A consultants approach to painting

Thursday, Jan 1, 2015 5 minute read Tags: random
Hey, thanks for the interest in this post, but just letting you know that it is over 3 years old, so the content in here may not be accurate.

A few months ago my PO, aka wife, pitched a new project, painting our lounge room. She decided to go to market and find the right people to do the project. Since it’s my home too I decided to respond to the RFP as c’mon, how hard can painting a room really be?

After a couple of different quotes came in I managed to win the work, being the cheapest option (the whole free labor thing won out) but there was a condition, as I don’t have much practical experience I would start with a PoC, painting my study. Based on the outcome of the PoC I might be given the rest of the project.

You won the work, now what?

Since I’ve now won the work I actually have to do it. The problem is that I don’t really have any painting experience (well except that finger painting I did for my parents in high school). Sure I’ve got theoretical experience and I’ve watched those renovation shows but I’ve never actually painted a room and being a good consultant nothing is beyond me, I can adapt on the fly.

The first step though was to approach my PO about scaling up the team from 1 to 2 people and bring in someone with more experience, my father. The PO agreed and I organised for my parents to stay after Christmas so undertake the project.


On Boxing Day we’re at our house after again consuming way too much food and while the project doesn’t actually kick off until the next day we decided to do some preliminary analysis of the work required. We started by stripping the paint off the door frame. After a few hours at this and uncovering that there was a least 5 different colour layers in the paint we approached the PO to renegotiate the project, it wouldn’t be feasible to strip all the skirting boards as well as paint the room. But this is the advantage of an agile project, we were able to identify a problem early and change to reduce risk to the overall project.

The next morning we went out to pick up the supplies that we needed, paints for the various colours that the PO wanted and set to patching a part of the celling which we’d had repaired by not repainted.

To paint the study we would need to move some of the bookshelves away from the wall but we also decided that we’d add some more storage by stacking them. Well good thing that we did the ‘measure twice, cut once’ approach as we found out that our roof was ~5cm lower than we’d thought so we wouldn’t be able to stack the shelves. We presented this finding to our PO and that we’d need a new plan on how to increase the storage within the room. Through some discussions of the requirements we came up with a new plan, the shelves would move to a different wall and use up some whitespace in the room then we could put cupboards on the wall the shelves were originally on.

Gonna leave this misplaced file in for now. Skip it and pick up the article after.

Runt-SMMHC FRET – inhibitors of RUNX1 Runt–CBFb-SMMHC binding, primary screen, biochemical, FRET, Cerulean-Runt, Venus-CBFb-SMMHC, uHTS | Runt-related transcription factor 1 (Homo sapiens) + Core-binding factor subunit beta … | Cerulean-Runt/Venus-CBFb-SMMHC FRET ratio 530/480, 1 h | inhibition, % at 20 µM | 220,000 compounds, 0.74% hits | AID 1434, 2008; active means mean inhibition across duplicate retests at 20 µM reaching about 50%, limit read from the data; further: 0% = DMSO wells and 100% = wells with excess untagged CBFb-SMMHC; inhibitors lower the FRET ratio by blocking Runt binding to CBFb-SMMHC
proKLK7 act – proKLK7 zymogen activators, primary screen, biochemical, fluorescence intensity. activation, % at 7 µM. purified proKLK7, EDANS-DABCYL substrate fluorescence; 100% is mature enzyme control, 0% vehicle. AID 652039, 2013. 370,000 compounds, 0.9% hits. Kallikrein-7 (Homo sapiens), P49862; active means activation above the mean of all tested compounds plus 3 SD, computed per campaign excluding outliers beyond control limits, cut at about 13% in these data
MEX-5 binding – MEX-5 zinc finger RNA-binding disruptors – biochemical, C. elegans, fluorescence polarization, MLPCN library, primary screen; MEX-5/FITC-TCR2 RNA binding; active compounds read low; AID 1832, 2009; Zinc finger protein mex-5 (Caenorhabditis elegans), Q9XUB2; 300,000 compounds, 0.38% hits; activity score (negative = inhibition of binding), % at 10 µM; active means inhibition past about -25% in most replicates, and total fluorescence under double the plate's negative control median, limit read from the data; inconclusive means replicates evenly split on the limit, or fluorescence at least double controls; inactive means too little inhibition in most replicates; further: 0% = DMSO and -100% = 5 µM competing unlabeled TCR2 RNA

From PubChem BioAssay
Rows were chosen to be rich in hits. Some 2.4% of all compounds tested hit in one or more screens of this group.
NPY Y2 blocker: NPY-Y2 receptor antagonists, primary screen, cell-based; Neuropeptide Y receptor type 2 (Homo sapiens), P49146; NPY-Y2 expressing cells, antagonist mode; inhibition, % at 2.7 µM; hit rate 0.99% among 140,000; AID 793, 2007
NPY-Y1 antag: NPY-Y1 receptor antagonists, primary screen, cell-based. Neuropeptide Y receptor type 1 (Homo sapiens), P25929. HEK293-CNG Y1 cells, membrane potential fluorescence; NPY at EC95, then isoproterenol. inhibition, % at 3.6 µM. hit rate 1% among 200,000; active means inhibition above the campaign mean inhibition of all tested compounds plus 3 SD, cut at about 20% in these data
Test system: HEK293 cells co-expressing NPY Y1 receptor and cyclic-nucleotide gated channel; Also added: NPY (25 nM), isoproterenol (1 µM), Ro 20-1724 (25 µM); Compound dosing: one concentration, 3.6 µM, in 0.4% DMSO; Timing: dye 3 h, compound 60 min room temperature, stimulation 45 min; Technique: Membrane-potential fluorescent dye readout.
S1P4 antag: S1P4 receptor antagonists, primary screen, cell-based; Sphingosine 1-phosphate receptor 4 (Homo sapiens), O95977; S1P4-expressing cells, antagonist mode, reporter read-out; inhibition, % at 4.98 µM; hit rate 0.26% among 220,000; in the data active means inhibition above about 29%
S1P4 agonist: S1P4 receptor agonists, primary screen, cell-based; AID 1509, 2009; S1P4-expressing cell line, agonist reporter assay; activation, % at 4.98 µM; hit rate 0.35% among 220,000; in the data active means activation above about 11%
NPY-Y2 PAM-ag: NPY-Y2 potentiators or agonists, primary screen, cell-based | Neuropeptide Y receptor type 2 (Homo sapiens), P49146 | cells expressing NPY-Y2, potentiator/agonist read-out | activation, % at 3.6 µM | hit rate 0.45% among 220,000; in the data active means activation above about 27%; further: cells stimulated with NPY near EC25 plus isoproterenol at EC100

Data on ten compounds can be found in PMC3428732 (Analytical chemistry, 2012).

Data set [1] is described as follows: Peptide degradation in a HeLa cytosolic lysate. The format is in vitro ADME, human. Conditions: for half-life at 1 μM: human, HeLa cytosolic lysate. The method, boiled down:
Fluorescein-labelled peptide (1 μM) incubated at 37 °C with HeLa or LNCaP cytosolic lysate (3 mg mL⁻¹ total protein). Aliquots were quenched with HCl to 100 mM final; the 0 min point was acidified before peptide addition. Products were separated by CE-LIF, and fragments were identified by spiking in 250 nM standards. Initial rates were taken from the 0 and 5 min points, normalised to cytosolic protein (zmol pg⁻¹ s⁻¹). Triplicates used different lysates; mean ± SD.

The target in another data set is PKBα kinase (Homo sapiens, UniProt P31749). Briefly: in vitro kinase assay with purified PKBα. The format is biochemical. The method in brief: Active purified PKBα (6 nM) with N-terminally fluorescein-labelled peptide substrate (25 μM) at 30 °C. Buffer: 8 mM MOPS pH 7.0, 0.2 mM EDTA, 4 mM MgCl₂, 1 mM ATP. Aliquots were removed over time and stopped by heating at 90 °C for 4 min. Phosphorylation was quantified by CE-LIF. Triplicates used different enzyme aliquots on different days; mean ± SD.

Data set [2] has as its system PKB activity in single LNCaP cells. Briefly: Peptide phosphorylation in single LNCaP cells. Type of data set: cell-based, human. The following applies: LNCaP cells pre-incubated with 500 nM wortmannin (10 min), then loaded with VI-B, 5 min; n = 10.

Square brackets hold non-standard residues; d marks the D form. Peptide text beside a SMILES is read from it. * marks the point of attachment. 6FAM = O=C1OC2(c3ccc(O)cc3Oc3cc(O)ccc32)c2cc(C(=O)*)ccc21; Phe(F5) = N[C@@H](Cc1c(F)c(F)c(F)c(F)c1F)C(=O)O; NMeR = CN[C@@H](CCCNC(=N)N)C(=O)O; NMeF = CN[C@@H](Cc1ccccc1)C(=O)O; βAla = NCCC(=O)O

So we start painting the wall, paint over the patched roof and all goes swimmingly. In fact, the patched roof turned out a lot better than expected. Originally we planned to paint the whole roof but after a few coats over the patch it blended in perfectly meaning we wouldn’t need to do the whole roof. We present our findings to the PO during the demo that evening and talked about the fact that we were running ahead of schedule and planned to increase the backlog and actually do the lounge room.

Fighting scope creep

We’re moving fast through the backlog, we’d achieved our goal with the PoC (to prove we could paint a wall to the required level) and got further through the PoC than we’d expected on the first day and expaded our scope to cover the lounge room and hallway.

But like a true PO they started pushing for more, to paint our spare bedroom. This was going to really push the amount we’d commetted on in the allocated budget. We had to manage expectations, pointing out that we’d need to be doing three coats on the lounge and hallway, two on the feature panel and remounting all the pictures. When our PO realised that we’d be sacrificing quality for quantity the spare bedroom request was dropped.

Finishing the project

At about 8pm on New Years Eve I put the final coat of paint on the door frame, coming in just before the deadline of end of 2014 to finish the painting. There’s a few bugs that need to be fixed up later (a couple of places where the feature colour might have bleed dispite my tape effort) but they are in the backlog to be addressed when there is more time budgeted.

Take aways

Something that is always worth to remember is just how important it is to communicate. Approach your PO early when you find roadblocks or need to increase scope. The more visibility you have on a project the faster you can react to scope changes and even increase scope if needed.

The other take away? I don’t think I’ll be on any home renovation shows any time soon.